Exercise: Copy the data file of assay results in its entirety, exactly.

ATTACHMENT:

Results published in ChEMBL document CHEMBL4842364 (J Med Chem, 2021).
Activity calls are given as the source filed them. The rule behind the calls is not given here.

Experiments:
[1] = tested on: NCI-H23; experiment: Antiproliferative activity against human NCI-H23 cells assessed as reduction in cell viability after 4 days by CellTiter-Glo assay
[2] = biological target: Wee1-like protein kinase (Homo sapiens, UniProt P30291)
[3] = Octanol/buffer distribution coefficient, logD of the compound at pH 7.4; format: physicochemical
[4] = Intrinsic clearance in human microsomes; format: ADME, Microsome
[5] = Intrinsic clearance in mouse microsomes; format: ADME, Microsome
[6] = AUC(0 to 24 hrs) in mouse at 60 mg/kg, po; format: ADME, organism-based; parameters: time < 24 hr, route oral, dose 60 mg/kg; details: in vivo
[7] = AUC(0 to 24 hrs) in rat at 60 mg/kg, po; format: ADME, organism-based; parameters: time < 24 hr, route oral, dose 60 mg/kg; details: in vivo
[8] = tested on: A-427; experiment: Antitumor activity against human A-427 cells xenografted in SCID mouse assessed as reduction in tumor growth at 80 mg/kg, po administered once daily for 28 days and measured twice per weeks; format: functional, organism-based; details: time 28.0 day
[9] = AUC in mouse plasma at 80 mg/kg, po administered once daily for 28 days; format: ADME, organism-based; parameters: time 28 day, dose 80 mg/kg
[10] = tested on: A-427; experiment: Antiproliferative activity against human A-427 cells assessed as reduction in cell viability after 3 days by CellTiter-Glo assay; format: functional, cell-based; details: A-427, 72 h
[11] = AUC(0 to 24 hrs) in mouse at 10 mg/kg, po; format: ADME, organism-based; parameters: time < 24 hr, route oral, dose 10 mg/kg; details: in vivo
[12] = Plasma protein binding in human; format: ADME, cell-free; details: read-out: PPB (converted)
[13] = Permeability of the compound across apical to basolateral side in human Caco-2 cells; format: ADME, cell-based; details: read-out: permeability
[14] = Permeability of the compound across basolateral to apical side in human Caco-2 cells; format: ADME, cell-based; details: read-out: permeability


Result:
Results published in ChEMBL document CHEMBL4842364 (J Med Chem, 2021).
Activity calls are given as the source filed them. The rule behind the calls is not given here.

Experiments:
[1] = tested on: NCI-H23; experiment: Antiproliferative activity against human NCI-H23 cells assessed as reduction in cell viability after 4 days by CellTiter-Glo assay
[2] = biological target: Wee1-like protein kinase (Homo sapiens, UniProt P30291)
[3] = Octanol/buffer distribution coefficient, logD of the compound at pH 7.4; format: physicochemical
[4] = Intrinsic clearance in human microsomes; format: ADME, Microsome
[5] = Intrinsic clearance in mouse microsomes; format: ADME, Microsome
[6] = AUC(0 to 24 hrs) in mouse at 60 mg/kg, po; format: ADME, organism-based; parameters: time < 24 hr, route oral, dose 60 mg/kg; details: in vivo
[7] = AUC(0 to 24 hrs) in rat at 60 mg/kg, po; format: ADME, organism-based; parameters: time < 24 hr, route oral, dose 60 mg/kg; details: in vivo
[8] = tested on: A-427; experiment: Antitumor activity against human A-427 cells xenografted in SCID mouse assessed as reduction in tumor growth at 80 mg/kg, po administered once daily for 28 days and measured twice per weeks; format: functional, organism-based; details: time 28.0 day
[9] = AUC in mouse plasma at 80 mg/kg, po administered once daily for 28 days; format: ADME, organism-based; parameters: time 28 day, dose 80 mg/kg
[10] = tested on: A-427; experiment: Antiproliferative activity against human A-427 cells assessed as reduction in cell viability after 3 days by CellTiter-Glo assay; format: functional, cell-based; details: A-427, 72 h
[11] = AUC(0 to 24 hrs) in mouse at 10 mg/kg, po; format: ADME, organism-based; parameters: time < 24 hr, route oral, dose 10 mg/kg; details: in vivo
[12] = Plasma protein binding in human; format: ADME, cell-free; details: read-out: PPB (converted)
[13] = Permeability of the compound across apical to basolateral side in human Caco-2 cells; format: ADME, cell-based; details: read-out: permeability
[14] = Permeability of the compound across basolateral to apical side in human Caco-2 cells; format: ADME, cell-based; details: read-out: permeability